Python generator expression parentheses oddity

I want to determine if a list contains a certain string, so I use a generator expression, like so:

g = (s for s in myList if s == myString)

Of course I want to inline this, so I do:

any((s for s in myList if s == myString))

Then I think it would look nicer with single parens, so I try:

any(s for s in myList if s == myString)

not really expecting it work. Surprise! it does!

So is this legal Python or just something my implementation allows? If it’s legal, what is the general rule here?

Here is Solutions:

We have many solutions to this problem, But we recommend you to use the first solution because it is tested & true solution that will 100% work for you.

Solution 1

It is legal, and the general rule is that you do need parentheses around a generator expression. As a special exception, the parentheses from a function call also count (for functions with only a single parameter). (Documentation)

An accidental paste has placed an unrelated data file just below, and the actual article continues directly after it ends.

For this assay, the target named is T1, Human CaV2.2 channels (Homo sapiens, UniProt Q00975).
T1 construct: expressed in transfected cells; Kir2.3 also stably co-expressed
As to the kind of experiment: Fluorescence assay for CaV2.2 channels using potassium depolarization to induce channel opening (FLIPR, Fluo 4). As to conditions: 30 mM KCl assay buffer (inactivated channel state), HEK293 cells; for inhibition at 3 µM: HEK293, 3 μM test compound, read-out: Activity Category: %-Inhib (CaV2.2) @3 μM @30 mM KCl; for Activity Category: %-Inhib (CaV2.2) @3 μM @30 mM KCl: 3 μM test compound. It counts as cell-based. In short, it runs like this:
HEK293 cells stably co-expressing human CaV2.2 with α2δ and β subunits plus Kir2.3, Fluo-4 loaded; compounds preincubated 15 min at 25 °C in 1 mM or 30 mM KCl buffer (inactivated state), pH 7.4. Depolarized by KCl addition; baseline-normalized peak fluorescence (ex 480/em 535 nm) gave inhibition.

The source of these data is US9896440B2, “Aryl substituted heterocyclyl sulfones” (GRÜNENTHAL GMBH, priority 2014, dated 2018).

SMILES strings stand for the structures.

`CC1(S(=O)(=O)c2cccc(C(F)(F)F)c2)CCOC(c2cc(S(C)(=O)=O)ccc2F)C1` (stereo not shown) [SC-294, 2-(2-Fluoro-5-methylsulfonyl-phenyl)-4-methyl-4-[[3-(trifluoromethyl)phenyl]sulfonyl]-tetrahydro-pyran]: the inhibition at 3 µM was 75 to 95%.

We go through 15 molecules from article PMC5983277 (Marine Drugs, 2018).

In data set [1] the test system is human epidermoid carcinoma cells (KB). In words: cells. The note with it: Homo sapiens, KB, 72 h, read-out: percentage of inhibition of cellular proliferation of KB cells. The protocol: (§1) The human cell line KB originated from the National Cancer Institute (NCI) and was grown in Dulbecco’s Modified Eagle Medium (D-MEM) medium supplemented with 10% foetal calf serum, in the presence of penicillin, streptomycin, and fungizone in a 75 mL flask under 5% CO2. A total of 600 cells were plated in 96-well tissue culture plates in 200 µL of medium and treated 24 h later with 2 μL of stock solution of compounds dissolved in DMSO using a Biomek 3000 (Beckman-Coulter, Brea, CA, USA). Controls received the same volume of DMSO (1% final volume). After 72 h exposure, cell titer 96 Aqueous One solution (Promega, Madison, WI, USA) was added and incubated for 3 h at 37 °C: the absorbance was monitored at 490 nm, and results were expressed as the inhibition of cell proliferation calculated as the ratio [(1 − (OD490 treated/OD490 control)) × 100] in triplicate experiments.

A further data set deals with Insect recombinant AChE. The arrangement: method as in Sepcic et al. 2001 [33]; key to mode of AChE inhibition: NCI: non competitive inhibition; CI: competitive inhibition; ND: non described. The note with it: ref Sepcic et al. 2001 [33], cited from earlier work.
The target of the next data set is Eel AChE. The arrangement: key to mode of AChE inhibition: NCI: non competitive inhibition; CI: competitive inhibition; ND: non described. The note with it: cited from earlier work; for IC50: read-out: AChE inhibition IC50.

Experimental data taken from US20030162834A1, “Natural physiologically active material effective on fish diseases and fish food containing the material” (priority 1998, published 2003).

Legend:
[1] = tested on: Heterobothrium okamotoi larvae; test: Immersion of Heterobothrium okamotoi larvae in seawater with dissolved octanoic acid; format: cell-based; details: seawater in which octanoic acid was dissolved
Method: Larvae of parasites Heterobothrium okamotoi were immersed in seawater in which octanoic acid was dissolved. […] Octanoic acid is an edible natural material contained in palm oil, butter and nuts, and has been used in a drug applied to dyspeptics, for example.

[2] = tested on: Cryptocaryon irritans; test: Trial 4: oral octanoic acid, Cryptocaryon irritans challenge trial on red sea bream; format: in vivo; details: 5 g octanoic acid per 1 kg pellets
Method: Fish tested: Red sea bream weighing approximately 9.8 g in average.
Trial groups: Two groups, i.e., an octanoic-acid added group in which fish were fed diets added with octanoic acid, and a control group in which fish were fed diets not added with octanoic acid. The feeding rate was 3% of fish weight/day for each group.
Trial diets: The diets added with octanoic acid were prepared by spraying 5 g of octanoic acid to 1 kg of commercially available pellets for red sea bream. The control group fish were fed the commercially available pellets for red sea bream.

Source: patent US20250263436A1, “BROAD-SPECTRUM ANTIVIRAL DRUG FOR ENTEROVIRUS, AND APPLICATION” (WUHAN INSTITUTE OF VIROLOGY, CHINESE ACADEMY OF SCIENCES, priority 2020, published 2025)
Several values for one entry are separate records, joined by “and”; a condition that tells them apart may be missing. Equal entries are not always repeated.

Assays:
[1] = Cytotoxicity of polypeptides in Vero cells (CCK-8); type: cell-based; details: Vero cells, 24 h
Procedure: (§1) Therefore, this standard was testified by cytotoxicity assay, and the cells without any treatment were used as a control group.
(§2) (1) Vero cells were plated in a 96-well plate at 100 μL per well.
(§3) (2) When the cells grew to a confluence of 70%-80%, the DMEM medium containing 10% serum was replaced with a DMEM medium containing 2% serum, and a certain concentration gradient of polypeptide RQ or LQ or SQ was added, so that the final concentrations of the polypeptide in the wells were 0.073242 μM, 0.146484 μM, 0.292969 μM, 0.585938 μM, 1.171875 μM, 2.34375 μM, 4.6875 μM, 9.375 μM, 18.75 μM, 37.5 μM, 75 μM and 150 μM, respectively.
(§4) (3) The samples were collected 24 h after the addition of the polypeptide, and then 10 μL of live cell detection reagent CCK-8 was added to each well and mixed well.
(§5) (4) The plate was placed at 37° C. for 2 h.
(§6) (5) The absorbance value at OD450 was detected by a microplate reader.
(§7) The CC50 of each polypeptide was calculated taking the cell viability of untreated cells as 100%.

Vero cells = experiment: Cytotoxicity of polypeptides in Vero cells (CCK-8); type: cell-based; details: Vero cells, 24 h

Note that testing if my_string appears in my_list is as easy as

my_string in my_list

No generator expression or call to any() needed!

Solution 2

It’s “legal”, and expressly supported. The general rule is “((x)) is always the same as (x)” (even though (x) is not always the same as x of course,) and it’s applied to generator expressions simply for convenience.

Note: Use and implement solution 1 because this method fully tested our system.
Thank you 🙂

All methods was sourced from or, is licensed under cc by-sa 2.5, cc by-sa 3.0 and cc by-sa 4.0

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